responsive pleading is required, 21 days
after service of a responsive pleading or 21
days after service of a motion under Rule
12(b), (e), or (f) whichever is earlier.
(2) Other Amendments. In all other cases, a party
may amend its pleading only with the opposing
party’s written consent or the court’s leave. The
court should freely give leave when justice so
A court has discretion in deciding whether to grant leave to
Foman v. Davis, 371 U.S. 178, 181 (1962).
language of Federal Rule of Civil Procedure 15(a) “‘evinces a bias
in favor of granting leave to amend,” the court must find a
“substantial reason” to deny such a request.
Therapy Specialists, Inc. v. Aetna Life Ins. Co., Civ. A. No. H05-4389, 2006 WL 2521411, *3 (S.D. Tex. Aug. 29, 2006), quoting
Smith v. EMC Corp., 393 F.3d 590, 595 (5th Cir. 2004), and Mayeaux
v. La. Health Serv. & Indem. Co., 376 F.3d 420, 425 (5th Cir.
2004). Nevertheless leave to amend “is not automatic.” Matagorda
Ventures, Inc. v. Travelers Lloyds Ins. Co., 203 F. Supp. 2d 704,
718 (S.D. Tex. 2000), citing Dussouy v. Gulf Coast Inv. Corp., 660
F.2d 594, 598 (5th Cir. 1981).
The court should deny leave to
amend if it determines that “the proposed change clearly is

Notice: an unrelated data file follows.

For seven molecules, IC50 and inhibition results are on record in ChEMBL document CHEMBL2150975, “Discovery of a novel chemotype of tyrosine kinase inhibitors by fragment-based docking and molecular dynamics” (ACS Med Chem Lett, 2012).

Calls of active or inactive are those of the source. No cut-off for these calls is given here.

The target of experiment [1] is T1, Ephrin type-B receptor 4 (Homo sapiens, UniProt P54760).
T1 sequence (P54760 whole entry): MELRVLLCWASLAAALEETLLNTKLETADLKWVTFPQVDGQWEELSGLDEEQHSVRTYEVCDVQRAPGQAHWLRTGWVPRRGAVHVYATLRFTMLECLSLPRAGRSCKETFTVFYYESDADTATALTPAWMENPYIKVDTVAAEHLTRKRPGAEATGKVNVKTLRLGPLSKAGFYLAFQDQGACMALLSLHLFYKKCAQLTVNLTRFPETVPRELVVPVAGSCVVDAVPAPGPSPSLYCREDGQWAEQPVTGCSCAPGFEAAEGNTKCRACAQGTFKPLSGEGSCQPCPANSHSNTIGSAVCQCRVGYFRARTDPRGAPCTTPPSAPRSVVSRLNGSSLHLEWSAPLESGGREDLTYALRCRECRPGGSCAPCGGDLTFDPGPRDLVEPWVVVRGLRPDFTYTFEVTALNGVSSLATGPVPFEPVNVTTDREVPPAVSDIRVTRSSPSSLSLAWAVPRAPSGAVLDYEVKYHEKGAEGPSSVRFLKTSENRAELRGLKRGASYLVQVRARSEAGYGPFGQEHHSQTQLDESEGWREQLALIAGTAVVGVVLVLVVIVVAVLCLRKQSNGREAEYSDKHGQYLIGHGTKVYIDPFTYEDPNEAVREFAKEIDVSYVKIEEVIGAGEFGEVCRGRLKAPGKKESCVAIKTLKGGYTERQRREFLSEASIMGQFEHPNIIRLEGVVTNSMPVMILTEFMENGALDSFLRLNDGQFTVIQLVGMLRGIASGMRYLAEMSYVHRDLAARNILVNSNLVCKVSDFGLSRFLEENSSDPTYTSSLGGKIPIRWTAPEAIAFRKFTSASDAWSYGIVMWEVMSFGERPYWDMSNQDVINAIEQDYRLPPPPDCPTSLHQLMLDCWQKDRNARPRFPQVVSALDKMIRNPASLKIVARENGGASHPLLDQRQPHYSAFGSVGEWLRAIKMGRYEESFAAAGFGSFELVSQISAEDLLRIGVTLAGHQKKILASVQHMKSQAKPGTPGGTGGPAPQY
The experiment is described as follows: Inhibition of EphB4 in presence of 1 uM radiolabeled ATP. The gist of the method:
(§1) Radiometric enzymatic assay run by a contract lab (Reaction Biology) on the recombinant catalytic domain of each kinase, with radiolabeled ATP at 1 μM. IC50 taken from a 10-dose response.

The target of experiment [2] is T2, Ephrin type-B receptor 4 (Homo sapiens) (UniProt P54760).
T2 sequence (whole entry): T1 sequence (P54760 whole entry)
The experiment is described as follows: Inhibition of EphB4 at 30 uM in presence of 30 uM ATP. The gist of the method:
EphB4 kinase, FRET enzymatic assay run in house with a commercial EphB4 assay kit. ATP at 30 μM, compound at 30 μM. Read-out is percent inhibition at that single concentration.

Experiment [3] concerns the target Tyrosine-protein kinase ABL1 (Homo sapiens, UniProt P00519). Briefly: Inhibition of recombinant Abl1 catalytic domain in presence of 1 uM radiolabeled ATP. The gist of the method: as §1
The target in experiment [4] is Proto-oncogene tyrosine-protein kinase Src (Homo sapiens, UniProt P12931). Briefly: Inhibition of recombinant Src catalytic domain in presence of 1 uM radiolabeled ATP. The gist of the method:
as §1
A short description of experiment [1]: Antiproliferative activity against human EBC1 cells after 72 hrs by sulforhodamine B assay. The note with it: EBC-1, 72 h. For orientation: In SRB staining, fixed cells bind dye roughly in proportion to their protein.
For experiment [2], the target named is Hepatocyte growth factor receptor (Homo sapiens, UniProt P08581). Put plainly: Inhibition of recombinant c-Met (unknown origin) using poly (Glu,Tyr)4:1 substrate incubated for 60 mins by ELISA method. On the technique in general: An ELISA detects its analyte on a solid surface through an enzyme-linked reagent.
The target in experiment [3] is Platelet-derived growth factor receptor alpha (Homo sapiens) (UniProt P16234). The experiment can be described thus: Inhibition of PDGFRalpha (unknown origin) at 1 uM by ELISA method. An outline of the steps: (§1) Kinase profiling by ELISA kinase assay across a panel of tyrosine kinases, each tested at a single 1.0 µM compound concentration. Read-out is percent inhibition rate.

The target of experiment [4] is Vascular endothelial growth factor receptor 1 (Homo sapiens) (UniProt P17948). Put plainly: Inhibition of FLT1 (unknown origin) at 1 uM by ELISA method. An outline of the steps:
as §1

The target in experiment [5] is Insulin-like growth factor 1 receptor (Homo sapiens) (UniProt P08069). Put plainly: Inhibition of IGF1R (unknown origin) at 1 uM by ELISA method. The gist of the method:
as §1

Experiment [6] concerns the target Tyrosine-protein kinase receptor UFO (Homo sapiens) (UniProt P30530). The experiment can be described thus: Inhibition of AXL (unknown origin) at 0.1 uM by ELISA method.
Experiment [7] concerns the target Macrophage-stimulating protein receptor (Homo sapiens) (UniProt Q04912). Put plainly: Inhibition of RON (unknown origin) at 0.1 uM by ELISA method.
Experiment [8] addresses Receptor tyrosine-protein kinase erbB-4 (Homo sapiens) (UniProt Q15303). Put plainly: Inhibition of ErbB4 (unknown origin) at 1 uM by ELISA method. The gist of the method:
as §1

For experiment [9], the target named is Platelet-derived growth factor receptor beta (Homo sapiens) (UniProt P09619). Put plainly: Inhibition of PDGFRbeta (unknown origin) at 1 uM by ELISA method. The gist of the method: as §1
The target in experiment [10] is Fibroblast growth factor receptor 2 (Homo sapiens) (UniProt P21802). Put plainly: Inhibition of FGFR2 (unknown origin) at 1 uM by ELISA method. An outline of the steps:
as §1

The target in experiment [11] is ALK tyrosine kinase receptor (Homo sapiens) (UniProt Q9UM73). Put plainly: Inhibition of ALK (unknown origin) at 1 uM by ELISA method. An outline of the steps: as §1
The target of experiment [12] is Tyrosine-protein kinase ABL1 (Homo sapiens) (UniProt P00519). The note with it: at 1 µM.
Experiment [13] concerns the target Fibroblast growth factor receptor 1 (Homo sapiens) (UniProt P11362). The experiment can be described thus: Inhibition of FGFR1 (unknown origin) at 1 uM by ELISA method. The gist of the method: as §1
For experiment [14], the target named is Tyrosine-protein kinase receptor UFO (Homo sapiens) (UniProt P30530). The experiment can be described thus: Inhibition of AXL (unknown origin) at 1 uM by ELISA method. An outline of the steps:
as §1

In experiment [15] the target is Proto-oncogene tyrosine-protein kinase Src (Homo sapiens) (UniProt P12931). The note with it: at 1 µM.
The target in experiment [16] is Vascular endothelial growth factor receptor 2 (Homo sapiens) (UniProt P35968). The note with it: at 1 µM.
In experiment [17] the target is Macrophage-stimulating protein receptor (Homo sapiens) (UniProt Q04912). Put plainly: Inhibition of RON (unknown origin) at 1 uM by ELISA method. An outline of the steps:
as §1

insufficient on its face . . . .”
6 Charles A. Wright, Arthur R.
Miller & Mary Kay Kane, Federal Practice and Proc. § 1487 (2d ed.
While Rule 15(a) does not establish a time limit for filing
a motion for leave to amend, “‘at some point, time delay on the
part of a plaintiff can be procedurally fatal.’”
Smith v. EMC
Corp., 393 F.3d at 595, quoting Whitaker v. City of Houston, 963
F.2d 831, 836 (5th Cir. 1992), in turn quoting Gregory v. Mitchell,
634 F.2d 199, 203 (5th Cir. 1981).
If there is substantial delay,
the plaintiff bears the burden of demonstrating that it was due
to oversight, inadvertence or excusable neglect.
Gregory, 634 F.2d 203. Factors the court may consider in deciding
whether to allow the amendment include “undue delay, bad faith or
dilatory motive on the part of the movant, repeated failure to
prejudice to the opposing party, and futility of the amendment.”